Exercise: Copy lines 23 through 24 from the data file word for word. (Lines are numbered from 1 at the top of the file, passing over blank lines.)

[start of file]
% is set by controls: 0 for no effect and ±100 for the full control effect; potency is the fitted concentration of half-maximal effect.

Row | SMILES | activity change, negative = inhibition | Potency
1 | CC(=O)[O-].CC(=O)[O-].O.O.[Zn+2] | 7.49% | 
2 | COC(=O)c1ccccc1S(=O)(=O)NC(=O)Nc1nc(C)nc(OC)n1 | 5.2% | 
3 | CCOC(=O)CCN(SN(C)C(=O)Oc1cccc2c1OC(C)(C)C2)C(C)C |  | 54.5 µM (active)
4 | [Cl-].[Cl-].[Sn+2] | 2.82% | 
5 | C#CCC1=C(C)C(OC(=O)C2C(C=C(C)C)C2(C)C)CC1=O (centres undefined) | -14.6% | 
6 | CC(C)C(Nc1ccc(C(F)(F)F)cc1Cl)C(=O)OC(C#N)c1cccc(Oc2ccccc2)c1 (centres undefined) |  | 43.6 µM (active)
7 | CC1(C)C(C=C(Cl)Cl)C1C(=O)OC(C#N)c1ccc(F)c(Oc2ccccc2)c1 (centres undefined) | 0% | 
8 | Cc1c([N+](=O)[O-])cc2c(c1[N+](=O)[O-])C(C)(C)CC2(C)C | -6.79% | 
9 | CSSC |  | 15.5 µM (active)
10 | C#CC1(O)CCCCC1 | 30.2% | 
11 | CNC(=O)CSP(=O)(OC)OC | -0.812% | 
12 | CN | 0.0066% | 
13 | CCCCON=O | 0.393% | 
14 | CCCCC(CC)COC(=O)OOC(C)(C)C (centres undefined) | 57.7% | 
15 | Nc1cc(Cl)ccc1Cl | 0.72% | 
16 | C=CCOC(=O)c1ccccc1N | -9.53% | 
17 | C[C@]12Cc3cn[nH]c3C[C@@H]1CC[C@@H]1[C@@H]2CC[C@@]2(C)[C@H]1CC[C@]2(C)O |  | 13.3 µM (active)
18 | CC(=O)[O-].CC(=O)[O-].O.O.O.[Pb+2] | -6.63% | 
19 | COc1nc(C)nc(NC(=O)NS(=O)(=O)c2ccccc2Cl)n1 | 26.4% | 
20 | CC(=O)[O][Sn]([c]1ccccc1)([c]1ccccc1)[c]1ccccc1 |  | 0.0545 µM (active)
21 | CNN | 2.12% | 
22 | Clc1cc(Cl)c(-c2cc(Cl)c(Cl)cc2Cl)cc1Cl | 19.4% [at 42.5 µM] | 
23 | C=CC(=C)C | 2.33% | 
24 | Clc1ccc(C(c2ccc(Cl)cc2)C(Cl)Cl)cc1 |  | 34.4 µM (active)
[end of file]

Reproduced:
21 | CNN | 2.12% | 
22 | Clc1cc(Cl)c(-c2cc(Cl)c(Cl)cc2Cl)cc1Cl | 19.4% [at 42.5 µM] | 